[0047] In some implementations, an alarm can indicate various attributes (e.g., vibration rate of the machine) associated with the operation of a machine. For example, and referring again to FIG. 2, alarms can provide benchmarks (e.g., maximum/minimum threshold values) that can be used to detect anomalous behavior in the operational parameters of the machine 202. Because the operation of a machine can vary based on the operational state of the machine, the benchmarks for detection of anomalous behavior can change with the operational state. For example, a machine can have higher vibration when it is turned on (e.g.,“startup state”) compared to when its operations have stabilized after it has been running for a while (e.g.,

“running state”). Therefore, an acceptable vibration threshold for the startup state can be higher than an acceptable vibration threshold for the running state. Hence, alarms can be operational state dependent.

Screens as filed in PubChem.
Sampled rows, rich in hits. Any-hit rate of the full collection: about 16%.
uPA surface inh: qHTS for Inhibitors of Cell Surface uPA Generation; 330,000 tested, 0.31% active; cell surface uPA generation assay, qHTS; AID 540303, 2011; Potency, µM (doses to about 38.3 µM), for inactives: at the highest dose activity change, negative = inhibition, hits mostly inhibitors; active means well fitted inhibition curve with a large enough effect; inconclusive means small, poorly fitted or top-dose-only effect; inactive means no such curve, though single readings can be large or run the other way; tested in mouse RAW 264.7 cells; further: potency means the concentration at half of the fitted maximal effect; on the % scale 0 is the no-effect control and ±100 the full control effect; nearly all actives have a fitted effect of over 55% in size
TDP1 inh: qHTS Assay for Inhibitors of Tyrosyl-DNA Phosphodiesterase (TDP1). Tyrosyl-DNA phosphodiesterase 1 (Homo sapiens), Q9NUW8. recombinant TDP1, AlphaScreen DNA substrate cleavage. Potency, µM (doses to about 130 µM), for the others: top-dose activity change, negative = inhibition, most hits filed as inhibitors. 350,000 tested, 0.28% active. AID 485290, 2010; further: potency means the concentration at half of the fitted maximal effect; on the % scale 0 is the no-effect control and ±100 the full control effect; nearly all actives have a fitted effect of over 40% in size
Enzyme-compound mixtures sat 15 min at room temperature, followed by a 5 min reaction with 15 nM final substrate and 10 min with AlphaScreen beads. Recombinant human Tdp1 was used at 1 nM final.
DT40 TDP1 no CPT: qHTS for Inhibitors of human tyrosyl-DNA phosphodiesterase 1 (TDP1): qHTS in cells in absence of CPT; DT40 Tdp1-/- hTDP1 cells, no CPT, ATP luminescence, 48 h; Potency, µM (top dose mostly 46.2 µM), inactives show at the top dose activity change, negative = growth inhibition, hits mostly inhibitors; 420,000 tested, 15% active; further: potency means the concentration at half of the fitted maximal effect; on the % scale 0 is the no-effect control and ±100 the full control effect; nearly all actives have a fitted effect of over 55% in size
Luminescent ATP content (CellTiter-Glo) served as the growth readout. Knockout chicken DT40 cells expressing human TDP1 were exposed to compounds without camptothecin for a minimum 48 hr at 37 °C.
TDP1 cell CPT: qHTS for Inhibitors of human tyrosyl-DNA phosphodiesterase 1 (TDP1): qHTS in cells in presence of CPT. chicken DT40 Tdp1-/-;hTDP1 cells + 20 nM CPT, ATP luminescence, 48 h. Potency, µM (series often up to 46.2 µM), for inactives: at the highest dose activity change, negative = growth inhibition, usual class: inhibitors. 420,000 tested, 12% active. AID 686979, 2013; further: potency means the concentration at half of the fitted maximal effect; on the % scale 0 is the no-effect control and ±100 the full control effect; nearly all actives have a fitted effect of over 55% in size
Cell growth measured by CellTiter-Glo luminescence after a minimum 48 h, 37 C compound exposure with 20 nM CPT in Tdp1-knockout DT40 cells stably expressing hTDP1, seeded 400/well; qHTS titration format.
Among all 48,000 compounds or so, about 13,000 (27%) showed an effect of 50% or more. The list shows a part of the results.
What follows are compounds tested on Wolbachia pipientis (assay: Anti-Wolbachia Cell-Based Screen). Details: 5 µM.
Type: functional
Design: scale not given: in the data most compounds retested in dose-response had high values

[0048] In some implementations, an alarm can include several alarm properties such as an operational state identifier, alarm activity, alarm level, alarm type, and alarm source. An operational state identifier property can indicate a predetermined identifier to which the alarm has been assigned. When the machine is in a given operational state, the computing device 206 can select an alarm from a set of alarms designated to the given operational state. Alarms for one operational state of a machine may not be useful in monitoring the machine in a second operational state. As the machine transitions from a first operational state to a second operational state, the alarms associated with the first operational state can be suppressed (also referred to as“shelved”). If the machine re-enters the operational state associated with a suppressed alarm at a later time, the suppressed alarm can be activated. Activation of a shelved alarm can involve, for example, reversing the changes made to the visual presentation and activity value of the alarm during shelving.